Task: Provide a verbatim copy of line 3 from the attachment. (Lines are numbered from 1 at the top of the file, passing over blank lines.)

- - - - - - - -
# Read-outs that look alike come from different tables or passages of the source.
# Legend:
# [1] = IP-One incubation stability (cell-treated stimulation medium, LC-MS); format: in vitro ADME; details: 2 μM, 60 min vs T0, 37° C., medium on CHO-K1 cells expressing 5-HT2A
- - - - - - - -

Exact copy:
# [1] = IP-One incubation stability (cell-treated stimulation medium, LC-MS); format: in vitro ADME; details: 2 μM, 60 min vs T0, 37° C., medium on CHO-K1 cells expressing 5-HT2A